To reduce such a possibility, recently a new aviation system was launched called the “Automatic dependent surveillance-broadcast” or ADS-B.
ADS-B enables aircraft to determine their position via satellite navigation, then transmit that information to a base station. They can also receive information from the base station, including weather info and the location of nearby traffic. It’s a better system than secondary radar and someday will eventually replace it, but for now pilots and controllers have access to both.
There’s also another hi-tech source of information about airliners that’s a bit more obscure, because it isn’t visible to air traffic controllers. It’s called ACARS which stands for Aircraft Communications Addressing and Reporting System. It’s a way that aircraft can communicate automatically via telex-style messages with an airline’s dispatch and maintenance offices. Depending on the service, a plane’s computer can transmit anywhere from once a minute to every half-hour. In the case of the crash of Air France Flight 447 in Senegal in 2009, after the authorities realized that the plane had disappeared, they went back and retrieved its final ACARS transmissions, which revealed that the plane had experienced a cascading series of problems just before it was lost. However, after Flight 370 went missing, the airline had stated that its ACARS reported nothing unusual. Yet they don’t say how often the messages were received, or if the system was even turned on. The latest is doubtful given the fact that Malaysian authorities expand the search area without clear clues of where to look for, says aviation expert Chris Yates.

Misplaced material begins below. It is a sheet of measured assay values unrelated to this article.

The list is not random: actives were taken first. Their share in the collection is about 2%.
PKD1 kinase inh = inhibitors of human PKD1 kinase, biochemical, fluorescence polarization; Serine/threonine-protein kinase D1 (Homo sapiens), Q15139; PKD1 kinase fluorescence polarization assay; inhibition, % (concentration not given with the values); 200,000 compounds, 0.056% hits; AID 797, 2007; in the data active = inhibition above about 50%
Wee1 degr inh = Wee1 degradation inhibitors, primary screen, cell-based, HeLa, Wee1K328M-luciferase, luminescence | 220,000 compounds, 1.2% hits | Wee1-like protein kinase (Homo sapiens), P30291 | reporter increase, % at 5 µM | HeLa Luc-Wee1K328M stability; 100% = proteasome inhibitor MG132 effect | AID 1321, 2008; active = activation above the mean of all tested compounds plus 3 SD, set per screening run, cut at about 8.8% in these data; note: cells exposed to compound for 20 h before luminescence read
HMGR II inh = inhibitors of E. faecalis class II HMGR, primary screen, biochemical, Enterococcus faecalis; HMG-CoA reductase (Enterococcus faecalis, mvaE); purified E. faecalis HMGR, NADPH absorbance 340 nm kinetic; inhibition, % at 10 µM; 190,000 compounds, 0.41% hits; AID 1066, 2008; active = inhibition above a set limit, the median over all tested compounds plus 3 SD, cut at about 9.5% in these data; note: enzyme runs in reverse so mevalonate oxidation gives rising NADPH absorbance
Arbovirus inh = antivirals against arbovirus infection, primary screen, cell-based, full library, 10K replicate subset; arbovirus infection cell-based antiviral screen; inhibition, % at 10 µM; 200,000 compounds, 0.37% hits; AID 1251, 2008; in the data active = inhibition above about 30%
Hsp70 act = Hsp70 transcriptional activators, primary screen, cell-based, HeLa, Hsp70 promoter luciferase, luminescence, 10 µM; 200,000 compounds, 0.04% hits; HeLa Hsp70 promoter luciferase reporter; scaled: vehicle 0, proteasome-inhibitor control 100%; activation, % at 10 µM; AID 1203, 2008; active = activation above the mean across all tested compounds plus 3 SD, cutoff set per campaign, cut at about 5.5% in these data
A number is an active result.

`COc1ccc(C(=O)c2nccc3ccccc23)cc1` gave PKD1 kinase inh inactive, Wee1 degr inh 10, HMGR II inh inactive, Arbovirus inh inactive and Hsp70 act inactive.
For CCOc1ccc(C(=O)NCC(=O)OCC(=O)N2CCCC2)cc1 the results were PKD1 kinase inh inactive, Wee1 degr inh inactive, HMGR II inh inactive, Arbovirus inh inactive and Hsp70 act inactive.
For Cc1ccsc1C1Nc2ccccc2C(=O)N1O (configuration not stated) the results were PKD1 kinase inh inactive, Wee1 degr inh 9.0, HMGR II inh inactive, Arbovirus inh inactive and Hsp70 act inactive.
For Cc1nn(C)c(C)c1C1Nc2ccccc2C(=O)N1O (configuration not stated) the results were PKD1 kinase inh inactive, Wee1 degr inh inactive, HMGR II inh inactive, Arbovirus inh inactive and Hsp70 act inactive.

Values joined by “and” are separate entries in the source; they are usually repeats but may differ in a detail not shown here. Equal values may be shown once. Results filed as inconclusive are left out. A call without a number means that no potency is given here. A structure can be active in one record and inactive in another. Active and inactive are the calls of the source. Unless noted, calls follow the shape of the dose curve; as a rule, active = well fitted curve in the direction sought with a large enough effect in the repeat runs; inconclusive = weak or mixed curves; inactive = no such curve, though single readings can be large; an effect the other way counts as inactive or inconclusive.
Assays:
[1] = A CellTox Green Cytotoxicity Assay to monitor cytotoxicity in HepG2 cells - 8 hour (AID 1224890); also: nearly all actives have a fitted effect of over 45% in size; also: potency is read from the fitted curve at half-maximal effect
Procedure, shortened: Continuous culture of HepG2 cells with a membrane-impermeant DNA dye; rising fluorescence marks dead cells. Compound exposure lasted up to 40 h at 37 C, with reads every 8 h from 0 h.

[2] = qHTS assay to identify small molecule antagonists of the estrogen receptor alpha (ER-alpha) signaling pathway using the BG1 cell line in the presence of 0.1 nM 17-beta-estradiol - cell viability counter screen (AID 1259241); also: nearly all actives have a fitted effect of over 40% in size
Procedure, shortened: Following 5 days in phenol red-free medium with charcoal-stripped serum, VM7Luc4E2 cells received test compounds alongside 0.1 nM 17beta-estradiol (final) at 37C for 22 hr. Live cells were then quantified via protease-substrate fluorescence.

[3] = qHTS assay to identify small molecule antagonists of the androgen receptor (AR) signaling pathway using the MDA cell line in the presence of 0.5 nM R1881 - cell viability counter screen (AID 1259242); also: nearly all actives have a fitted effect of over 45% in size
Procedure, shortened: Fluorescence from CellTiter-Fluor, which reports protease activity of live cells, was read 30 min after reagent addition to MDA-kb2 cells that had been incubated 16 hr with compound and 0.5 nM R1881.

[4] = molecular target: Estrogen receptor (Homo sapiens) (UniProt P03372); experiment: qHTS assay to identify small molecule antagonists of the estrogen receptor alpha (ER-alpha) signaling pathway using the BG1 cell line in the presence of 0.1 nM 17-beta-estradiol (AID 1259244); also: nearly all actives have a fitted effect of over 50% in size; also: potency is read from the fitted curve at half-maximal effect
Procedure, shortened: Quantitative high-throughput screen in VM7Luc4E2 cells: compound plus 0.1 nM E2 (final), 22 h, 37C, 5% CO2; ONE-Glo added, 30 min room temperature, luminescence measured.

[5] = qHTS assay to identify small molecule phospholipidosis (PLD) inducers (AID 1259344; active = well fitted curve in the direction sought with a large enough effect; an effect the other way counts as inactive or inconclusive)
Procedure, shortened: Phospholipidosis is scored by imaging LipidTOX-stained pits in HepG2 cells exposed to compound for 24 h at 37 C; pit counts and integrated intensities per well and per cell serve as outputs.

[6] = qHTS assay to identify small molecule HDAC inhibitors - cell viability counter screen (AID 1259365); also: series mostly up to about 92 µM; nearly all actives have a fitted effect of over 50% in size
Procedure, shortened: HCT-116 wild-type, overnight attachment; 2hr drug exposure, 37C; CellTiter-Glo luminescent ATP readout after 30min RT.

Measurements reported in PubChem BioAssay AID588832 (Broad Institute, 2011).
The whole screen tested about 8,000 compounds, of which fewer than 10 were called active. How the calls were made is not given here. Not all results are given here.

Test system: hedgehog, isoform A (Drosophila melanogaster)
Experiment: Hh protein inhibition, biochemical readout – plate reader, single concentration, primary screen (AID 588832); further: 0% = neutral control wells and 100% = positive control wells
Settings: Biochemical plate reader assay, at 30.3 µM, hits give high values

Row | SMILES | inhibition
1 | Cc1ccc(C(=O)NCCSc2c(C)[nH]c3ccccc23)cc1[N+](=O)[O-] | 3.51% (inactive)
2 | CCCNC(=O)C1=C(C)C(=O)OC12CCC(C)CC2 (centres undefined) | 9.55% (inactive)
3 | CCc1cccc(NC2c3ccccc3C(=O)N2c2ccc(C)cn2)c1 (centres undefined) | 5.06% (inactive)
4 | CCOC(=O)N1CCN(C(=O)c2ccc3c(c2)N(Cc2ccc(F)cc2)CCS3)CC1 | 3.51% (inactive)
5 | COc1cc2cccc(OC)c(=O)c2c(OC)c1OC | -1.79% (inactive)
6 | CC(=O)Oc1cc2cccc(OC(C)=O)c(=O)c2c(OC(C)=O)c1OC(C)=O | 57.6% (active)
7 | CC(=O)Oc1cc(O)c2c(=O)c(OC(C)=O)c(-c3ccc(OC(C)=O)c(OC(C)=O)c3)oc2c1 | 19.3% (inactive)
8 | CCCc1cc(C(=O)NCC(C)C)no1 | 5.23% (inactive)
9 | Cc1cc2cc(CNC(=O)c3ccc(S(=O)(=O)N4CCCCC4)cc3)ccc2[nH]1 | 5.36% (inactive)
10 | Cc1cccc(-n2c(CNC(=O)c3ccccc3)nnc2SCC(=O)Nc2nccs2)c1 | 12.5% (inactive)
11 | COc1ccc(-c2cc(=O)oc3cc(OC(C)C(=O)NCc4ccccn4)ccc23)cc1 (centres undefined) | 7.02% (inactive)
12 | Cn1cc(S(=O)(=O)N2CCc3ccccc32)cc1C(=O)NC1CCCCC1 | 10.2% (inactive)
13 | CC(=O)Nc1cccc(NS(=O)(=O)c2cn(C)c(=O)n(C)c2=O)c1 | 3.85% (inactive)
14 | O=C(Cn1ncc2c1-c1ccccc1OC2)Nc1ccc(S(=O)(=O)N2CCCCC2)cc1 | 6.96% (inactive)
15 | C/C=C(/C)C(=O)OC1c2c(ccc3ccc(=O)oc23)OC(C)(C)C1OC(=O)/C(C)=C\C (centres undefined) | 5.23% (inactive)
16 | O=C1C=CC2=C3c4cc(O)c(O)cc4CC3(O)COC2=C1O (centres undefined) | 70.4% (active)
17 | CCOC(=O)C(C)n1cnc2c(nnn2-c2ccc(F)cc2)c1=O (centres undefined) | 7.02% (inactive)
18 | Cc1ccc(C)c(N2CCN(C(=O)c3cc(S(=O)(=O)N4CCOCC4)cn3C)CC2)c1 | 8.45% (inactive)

“Since the prime minister of Malaysia made his dramatic announcement on Saturday that certain aircraft functions were deliberately disabled, that in and of itself probes the fact that he announced turn back and the flight out of the Indian Ocean to somewhere. They necessarily expanded the search area, now covering something like a tenth of the globe’s surface,”Chris Yates said.
So no ACARS, no secondary radar, no radio calls and no ADS-B to help search teams find Flight MH370. Only two causes could result in an aircraft losing communications entirely – either an electronics failure or somebody turned it off. With each passing day, investigators seem to be more convinced that the latter is the key to this mystery.